Joyland - Stephen King | Book Review

9:00 AM

Pages: 283 paperback
Publication date: June 4th, 2013
Publisher: Hard Case Crime
How I got the copy: Bought
Rating:  5 out of 5

Summary:

Set in a small-town North Carolina amusement park in 1973, Joyland tells the story of the summer in which college student Devin Jones comes to work as a carny and confronts the legacy of a vicious murder, the fate of a dying child, and the ways both will change his life forever.



Review:

This book was so good! I loved the story telling, the writing style and character/story development of the whole book. This is the first Stephen King book that I've read and definitely won't be my last. His story telling (at least in this book) is so natural and easy to follow and it was believable too. I also loved how King didn't rush the story, it was nicely paced and unraveled nicely throughout the story and at the end.

For me, I always thought I could guess what was going to happen next but I was always wrong, which I loved because the story wasn't obvious. King is so creative, he writes stories in ways that aren't the obvious thinking. The story was a true mystery and suspenseful one. 

Joyland is about a boy named Devin Jones who has applied to work at an amusement park called Joyland during the summer when he's in university. His girlfriend thinks it'll be good for them to be apart for the summer and he goes along with it but never really hears from his girlfriend throughout the summer. His girlfriend turns into his ex-girlfriend and he puts all his time at the amusement park trying to figure out why she pulled away from his life and how it'll be when they go back to school. Joyland has its legacy ghost in the haunted house ride from a murder just four years back and the killer was never caught.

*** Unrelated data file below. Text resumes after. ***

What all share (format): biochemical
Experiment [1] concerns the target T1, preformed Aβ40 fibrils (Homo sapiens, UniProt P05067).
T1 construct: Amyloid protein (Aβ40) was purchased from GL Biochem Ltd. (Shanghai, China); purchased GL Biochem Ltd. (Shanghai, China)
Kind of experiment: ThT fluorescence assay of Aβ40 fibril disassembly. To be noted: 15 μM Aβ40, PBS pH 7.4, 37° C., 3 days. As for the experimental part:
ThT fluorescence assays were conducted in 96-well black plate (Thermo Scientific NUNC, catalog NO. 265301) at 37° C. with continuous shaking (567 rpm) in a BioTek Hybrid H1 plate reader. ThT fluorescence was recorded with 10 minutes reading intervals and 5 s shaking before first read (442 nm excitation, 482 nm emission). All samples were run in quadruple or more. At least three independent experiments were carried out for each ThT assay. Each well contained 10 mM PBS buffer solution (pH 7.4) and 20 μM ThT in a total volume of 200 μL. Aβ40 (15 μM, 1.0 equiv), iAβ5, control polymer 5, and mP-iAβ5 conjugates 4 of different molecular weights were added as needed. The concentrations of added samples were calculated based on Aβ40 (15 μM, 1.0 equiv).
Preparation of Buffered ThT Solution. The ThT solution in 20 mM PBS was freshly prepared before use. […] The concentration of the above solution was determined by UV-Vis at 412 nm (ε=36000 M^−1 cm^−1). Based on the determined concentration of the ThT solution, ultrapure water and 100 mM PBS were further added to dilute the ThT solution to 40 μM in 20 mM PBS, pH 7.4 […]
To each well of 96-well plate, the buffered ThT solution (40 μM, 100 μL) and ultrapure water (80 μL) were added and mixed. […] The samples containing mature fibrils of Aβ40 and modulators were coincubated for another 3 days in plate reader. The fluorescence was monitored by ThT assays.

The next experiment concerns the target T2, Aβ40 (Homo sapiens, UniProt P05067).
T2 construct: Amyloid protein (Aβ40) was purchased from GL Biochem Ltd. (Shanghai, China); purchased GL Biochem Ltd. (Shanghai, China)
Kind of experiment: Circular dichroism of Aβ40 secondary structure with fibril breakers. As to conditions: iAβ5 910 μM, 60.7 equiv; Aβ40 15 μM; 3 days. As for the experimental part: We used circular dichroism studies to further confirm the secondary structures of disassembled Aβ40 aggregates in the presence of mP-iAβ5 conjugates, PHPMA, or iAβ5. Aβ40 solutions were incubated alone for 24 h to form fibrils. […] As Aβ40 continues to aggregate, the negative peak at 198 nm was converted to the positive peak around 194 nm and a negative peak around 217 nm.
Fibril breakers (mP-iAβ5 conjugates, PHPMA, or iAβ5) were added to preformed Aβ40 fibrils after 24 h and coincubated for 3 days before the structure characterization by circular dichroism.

Not only is this book a mystery but it touches upon love, loss, growing up and growing old.
  
I thought the old jokes and bits of old slang that the older amusement park workers used gave the characters even more realistic aspects of being real. Because when the story is being told to the reading by the older Devin Jones it's nice to see the comparison of when he was 21 years old to who he is now in 2012. 

2012 Devin jokes about Google Chrome, research and it's hilarious because it's so much easier now.

Quote:

"When it comes to the past, everyone writes fiction" - Joyland, pg. 43

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